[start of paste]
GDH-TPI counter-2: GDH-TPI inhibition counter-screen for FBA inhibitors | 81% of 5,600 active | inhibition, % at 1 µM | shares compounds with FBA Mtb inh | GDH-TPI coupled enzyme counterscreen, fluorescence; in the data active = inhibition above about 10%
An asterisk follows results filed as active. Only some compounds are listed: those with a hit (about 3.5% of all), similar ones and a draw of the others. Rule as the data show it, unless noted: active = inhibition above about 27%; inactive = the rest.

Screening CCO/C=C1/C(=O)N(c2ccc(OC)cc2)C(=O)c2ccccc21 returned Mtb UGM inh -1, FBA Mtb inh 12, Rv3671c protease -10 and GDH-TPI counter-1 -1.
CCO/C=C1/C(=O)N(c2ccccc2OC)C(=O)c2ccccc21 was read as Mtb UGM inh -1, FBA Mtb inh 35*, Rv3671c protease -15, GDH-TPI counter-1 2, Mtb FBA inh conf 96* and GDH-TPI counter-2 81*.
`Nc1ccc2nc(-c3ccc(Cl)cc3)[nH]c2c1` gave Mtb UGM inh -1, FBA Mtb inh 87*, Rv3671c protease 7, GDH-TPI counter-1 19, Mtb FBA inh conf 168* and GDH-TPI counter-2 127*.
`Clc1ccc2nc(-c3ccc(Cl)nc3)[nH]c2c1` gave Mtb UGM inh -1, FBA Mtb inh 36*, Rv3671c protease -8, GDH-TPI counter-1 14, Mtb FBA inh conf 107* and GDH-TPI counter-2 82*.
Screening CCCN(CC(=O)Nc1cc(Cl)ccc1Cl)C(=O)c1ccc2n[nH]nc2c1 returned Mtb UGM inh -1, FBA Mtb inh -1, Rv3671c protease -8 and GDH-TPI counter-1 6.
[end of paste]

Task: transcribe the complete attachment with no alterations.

GDH-TPI counter-2: GDH-TPI inhibition counter-screen for FBA inhibitors | 81% of 5,600 active | inhibition, % at 1 µM | shares compounds with FBA Mtb inh | GDH-TPI coupled enzyme counterscreen, fluorescence; in the data active = inhibition above about 10%
An asterisk follows results filed as active. Only some compounds are listed: those with a hit (about 3.5% of all), similar ones and a draw of the others. Rule as the data show it, unless noted: active = inhibition above about 27%; inactive = the rest.

Screening CCO/C=C1/C(=O)N(c2ccc(OC)cc2)C(=O)c2ccccc21 returned Mtb UGM inh -1, FBA Mtb inh 12, Rv3671c protease -10 and GDH-TPI counter-1 -1.
CCO/C=C1/C(=O)N(c2ccccc2OC)C(=O)c2ccccc21 was read as Mtb UGM inh -1, FBA Mtb inh 35*, Rv3671c protease -15, GDH-TPI counter-1 2, Mtb FBA inh conf 96* and GDH-TPI counter-2 81*.
`Nc1ccc2nc(-c3ccc(Cl)cc3)[nH]c2c1` gave Mtb UGM inh -1, FBA Mtb inh 87*, Rv3671c protease 7, GDH-TPI counter-1 19, Mtb FBA inh conf 168* and GDH-TPI counter-2 127*.
`Clc1ccc2nc(-c3ccc(Cl)nc3)[nH]c2c1` gave Mtb UGM inh -1, FBA Mtb inh 36*, Rv3671c protease -8, GDH-TPI counter-1 14, Mtb FBA inh conf 107* and GDH-TPI counter-2 82*.
Screening CCCN(CC(=O)Nc1cc(Cl)ccc1Cl)C(=O)c1ccc2n[nH]nc2c1 returned Mtb UGM inh -1, FBA Mtb inh -1, Rv3671c protease -8 and GDH-TPI counter-1 6.